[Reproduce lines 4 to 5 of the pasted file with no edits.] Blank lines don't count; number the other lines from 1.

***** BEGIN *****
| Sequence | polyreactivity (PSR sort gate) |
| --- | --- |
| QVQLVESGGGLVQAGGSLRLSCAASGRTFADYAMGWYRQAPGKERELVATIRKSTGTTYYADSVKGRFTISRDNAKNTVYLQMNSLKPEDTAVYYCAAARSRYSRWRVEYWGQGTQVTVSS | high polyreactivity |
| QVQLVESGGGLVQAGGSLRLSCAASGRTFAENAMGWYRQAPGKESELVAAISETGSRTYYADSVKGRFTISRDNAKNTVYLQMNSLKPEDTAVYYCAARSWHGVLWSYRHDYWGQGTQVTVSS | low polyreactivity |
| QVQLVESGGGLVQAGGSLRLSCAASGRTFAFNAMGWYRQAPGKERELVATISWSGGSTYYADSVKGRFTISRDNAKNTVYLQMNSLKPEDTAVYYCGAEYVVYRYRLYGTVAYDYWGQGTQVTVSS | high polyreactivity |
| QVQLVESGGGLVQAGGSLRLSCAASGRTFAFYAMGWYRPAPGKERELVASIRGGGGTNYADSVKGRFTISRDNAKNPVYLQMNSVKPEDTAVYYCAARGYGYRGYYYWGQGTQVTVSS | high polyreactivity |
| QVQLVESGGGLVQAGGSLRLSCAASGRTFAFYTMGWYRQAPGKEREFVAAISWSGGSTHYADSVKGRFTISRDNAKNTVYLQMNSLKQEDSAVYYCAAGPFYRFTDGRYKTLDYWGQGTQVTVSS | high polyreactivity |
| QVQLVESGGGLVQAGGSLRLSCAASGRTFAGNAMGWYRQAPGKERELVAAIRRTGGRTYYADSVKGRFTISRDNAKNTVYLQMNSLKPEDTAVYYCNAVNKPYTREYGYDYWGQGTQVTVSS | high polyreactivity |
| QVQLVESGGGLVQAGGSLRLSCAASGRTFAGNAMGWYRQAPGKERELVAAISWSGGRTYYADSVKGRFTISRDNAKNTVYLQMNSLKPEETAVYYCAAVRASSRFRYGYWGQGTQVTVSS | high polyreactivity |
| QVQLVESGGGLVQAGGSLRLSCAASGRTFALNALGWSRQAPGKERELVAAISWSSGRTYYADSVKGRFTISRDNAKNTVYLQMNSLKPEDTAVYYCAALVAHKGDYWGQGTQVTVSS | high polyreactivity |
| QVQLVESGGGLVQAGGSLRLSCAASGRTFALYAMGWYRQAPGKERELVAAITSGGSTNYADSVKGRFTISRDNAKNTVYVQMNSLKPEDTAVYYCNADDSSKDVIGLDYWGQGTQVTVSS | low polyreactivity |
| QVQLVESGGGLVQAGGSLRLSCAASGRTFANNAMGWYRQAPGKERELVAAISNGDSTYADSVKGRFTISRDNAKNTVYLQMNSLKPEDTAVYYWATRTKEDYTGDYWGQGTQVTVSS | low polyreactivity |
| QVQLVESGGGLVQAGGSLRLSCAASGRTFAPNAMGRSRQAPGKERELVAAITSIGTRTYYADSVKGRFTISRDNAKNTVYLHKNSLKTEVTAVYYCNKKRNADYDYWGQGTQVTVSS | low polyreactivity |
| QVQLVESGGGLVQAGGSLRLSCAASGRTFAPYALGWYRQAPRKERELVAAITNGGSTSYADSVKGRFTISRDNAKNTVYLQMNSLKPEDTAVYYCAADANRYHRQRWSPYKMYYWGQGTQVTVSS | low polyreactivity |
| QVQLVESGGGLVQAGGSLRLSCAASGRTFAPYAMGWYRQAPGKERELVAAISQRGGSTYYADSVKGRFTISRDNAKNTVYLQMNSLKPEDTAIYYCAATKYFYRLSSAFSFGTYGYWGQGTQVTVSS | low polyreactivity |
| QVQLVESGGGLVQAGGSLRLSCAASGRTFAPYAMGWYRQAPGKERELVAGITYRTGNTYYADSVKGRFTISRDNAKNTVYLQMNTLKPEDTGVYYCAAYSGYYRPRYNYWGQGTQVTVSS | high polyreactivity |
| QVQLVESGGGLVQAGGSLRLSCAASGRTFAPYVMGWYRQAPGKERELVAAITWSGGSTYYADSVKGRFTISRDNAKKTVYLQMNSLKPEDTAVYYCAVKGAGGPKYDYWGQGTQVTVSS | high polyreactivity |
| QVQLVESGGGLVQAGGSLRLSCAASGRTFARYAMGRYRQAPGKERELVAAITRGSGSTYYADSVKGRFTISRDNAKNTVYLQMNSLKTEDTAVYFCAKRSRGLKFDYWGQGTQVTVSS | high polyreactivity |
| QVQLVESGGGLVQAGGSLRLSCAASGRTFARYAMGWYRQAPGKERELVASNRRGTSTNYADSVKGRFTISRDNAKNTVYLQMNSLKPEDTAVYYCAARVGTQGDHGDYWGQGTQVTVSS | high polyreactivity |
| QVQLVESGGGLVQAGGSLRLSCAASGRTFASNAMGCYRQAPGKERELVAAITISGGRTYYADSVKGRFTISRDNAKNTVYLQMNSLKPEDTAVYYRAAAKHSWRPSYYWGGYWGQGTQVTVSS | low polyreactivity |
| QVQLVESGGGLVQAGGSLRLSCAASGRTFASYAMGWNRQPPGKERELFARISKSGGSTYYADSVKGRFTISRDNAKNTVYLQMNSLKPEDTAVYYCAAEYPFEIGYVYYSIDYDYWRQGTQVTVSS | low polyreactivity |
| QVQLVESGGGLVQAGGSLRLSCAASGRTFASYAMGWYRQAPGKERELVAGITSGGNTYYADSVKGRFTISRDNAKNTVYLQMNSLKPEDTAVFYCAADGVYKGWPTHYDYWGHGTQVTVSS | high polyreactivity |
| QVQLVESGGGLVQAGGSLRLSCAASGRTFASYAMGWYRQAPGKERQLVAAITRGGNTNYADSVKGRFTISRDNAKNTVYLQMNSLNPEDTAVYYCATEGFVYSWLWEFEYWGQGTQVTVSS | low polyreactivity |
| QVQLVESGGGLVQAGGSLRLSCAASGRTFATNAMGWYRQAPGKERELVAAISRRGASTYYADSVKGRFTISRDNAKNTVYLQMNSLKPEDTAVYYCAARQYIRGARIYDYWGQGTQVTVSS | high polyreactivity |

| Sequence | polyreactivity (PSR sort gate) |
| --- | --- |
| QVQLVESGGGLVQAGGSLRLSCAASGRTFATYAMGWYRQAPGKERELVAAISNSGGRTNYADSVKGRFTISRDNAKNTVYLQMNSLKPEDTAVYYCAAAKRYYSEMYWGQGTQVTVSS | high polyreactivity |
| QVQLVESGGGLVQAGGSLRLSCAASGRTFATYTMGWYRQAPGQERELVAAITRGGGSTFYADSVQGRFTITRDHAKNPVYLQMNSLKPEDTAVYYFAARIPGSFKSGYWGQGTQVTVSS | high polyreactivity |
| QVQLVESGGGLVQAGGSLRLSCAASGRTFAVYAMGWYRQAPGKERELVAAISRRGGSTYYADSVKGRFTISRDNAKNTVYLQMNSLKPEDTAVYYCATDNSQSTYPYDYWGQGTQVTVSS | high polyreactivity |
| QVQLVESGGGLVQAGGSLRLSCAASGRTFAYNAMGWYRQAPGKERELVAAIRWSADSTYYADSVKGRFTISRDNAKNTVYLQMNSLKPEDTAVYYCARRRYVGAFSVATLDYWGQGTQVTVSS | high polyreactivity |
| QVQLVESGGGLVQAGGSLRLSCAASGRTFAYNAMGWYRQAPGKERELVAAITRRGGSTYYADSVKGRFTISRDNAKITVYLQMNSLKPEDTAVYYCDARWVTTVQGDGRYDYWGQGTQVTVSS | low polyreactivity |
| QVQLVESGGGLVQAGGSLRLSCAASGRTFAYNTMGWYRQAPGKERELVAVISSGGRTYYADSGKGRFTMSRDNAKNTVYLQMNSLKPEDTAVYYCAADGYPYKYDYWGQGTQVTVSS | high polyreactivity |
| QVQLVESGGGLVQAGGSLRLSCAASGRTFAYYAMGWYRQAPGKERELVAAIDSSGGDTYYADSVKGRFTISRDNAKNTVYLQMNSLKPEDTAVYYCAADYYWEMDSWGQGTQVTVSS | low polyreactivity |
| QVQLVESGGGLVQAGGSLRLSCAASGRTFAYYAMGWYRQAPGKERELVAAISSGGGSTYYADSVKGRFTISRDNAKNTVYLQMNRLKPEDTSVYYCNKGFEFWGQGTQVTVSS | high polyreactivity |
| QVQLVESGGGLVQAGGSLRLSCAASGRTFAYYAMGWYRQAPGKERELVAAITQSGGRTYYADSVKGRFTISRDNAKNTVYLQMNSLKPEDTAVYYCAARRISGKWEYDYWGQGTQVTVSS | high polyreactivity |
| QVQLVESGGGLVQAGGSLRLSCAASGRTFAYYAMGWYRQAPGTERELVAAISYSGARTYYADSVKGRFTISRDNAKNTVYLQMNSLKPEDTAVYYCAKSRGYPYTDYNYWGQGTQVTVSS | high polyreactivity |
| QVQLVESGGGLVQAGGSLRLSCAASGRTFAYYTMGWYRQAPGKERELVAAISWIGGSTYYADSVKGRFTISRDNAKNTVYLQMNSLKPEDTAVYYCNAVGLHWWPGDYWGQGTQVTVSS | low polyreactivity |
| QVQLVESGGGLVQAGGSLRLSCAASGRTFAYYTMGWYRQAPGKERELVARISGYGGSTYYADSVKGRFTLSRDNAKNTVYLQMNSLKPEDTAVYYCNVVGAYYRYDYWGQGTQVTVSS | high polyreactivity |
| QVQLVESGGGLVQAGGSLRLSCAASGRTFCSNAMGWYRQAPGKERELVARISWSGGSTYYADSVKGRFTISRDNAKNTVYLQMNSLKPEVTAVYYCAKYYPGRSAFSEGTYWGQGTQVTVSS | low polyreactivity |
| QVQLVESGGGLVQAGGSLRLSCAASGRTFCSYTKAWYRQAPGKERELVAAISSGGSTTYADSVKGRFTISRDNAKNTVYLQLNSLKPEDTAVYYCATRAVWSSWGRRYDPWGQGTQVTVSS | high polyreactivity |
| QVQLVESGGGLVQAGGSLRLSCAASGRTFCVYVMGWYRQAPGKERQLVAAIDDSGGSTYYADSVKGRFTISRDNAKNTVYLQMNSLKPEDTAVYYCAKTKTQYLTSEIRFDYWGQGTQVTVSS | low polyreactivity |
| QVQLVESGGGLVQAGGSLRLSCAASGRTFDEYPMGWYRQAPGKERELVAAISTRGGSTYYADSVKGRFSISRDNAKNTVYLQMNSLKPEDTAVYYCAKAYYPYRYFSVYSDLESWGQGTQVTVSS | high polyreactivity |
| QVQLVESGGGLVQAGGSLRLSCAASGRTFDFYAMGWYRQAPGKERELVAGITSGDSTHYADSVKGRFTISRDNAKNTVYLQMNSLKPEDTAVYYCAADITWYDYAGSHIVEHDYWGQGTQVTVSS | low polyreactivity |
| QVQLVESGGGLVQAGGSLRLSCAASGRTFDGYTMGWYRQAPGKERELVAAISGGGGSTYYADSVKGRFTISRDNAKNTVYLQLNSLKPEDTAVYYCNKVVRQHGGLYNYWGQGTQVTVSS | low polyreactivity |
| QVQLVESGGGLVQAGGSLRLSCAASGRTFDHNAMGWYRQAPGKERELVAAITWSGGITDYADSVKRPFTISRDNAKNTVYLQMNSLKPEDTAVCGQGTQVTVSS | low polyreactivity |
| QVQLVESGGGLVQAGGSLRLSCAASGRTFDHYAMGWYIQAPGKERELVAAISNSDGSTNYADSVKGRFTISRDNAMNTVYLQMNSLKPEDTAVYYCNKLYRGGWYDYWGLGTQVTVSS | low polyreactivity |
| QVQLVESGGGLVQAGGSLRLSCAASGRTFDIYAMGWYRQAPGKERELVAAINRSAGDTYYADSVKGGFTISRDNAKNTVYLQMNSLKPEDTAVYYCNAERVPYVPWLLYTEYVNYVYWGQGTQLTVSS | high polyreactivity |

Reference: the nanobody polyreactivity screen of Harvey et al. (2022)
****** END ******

| QVQLVESGGGLVQAGGSLRLSCAASGRTFAENAMGWYRQAPGKESELVAAISETGSRTYYADSVKGRFTISRDNAKNTVYLQMNSLKPEDTAVYYCAARSWHGVLWSYRHDYWGQGTQVTVSS | low polyreactivity |
| QVQLVESGGGLVQAGGSLRLSCAASGRTFAFNAMGWYRQAPGKERELVATISWSGGSTYYADSVKGRFTISRDNAKNTVYLQMNSLKPEDTAVYYCGAEYVVYRYRLYGTVAYDYWGQGTQVTVSS | high polyreactivity |